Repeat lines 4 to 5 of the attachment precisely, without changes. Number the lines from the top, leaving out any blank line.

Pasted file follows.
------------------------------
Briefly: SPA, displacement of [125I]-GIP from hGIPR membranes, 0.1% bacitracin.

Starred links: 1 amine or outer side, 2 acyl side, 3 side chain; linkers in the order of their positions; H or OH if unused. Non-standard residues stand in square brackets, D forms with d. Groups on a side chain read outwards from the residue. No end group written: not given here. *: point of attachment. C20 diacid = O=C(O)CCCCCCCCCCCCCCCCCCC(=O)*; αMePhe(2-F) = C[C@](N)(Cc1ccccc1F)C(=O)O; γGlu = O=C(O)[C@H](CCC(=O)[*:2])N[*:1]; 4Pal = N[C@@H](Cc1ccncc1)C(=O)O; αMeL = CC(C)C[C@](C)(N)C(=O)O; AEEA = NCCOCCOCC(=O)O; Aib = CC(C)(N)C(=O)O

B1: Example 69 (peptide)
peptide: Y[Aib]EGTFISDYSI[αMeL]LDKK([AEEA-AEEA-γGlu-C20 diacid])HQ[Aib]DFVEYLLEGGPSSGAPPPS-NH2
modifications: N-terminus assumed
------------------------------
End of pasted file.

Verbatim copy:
peptide: Y[Aib]EGTFISDYSI[αMeL]LDKK([AEEA-AEEA-γGlu-C20 diacid])HQ[Aib]DFVEYLLEGGPSSGAPPPS-NH2
modifications: N-terminus assumed